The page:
Putin delivers final address to State Council as President
Vladimir Putin has delivered possibly his final address to the country's political elite ahead of next month's presidential election. The President outlined his view of Russia's long-term development to Russia’s top officials at the State Council.
Usually the speech is made every year in front of the State Council.
This year there were 750 people there: the top MPs, the top governors. The address was also televised live.
Putin’s address focused more on domestic issues and the results of his two presidential terms. He thanked the people of Russia for their support, which, he said, has been essential for his team’s success.
The Russian leader said that over the eight years the country has managed to overcome grievous economic problems, turning it into an attractive target for investors. It has also fended off international terrorists and separatism, making Russia a whole country again.
Putin stressed that much has been done in terms of political stability and the government's independence from business elites and foreign lobbies. He said it has resulted in curbing poverty and has given the people certainty in their future and although there is still much to be done, progress has been huge.
He also outlined Russia’s course for the near future. He believes the country needs to invest in education and the creation of modern high-tech industries. He said being dependent on energy is not bad for the economy, but it still leaves the economy vulnerable to price changes. So now the task is to utilise resources and experience and continue modernisation.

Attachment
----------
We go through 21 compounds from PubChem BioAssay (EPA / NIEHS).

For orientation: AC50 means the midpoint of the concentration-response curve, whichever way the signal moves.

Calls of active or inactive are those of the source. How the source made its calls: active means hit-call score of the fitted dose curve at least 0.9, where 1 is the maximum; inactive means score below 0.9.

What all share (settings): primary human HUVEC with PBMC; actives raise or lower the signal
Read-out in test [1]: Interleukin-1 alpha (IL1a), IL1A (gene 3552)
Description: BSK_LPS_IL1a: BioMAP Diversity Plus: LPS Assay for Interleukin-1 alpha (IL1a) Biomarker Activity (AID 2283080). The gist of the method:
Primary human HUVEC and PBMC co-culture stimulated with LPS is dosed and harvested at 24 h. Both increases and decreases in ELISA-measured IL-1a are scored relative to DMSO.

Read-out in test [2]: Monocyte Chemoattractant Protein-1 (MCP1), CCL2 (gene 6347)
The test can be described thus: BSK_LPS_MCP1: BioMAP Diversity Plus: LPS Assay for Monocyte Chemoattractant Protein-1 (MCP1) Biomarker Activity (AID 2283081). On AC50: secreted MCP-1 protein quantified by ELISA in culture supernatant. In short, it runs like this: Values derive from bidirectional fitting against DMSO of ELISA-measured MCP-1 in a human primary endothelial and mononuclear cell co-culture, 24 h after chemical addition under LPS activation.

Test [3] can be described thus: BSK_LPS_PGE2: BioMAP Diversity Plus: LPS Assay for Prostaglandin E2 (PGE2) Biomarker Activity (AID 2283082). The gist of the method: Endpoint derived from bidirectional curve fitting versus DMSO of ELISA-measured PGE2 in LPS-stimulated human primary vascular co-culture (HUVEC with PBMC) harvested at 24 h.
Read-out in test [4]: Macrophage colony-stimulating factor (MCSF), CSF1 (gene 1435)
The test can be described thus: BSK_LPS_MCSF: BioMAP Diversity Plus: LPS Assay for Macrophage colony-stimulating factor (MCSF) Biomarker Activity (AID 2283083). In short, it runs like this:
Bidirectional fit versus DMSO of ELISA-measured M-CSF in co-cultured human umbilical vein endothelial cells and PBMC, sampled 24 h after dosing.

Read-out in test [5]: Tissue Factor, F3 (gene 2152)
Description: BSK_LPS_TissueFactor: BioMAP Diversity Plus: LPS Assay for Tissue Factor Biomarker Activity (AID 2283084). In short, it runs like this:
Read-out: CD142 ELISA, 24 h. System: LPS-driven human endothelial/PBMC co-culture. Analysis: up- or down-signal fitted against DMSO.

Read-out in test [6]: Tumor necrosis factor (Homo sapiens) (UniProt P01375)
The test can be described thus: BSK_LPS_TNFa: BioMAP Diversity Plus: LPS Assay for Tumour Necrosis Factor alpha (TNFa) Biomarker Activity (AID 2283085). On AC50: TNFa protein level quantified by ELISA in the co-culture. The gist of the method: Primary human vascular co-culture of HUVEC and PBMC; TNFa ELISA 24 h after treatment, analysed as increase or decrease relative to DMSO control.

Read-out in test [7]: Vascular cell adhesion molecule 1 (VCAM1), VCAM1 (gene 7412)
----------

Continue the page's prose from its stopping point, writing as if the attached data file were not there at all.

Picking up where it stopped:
Vladimir Putin lashed out at NATO countries. He said the bloc has adopted the policy of enlargement and is coming closer and closer to Russia’s borders. At the same time NATO has failed to provide a sensible explanation as to why it's doing this and so far has been unable to quell Moscow’s concerns over foreign military bases on Russia’s doorstep. Here he cited the planned deployment of U.S. anti-missile components in Eastern Europe.
Putin went on to say that the competition for resources is getting fiercer in the world, and many conflicts and political actions have “the smell of gas and oil”. Being a country rich in natural resources, Russia has every reason to be cautious.
Still, the Russian leader believes the path of confrontation is too costly, and the country should not allow itself to be dragged into a new arms race, which would be detrimental to the economy and its growth. Russia wants to be a reliable partner for all the international community and is eager to contribute to solving all sorts of global problems.
To watch the full President Putin’s address, please, follow link.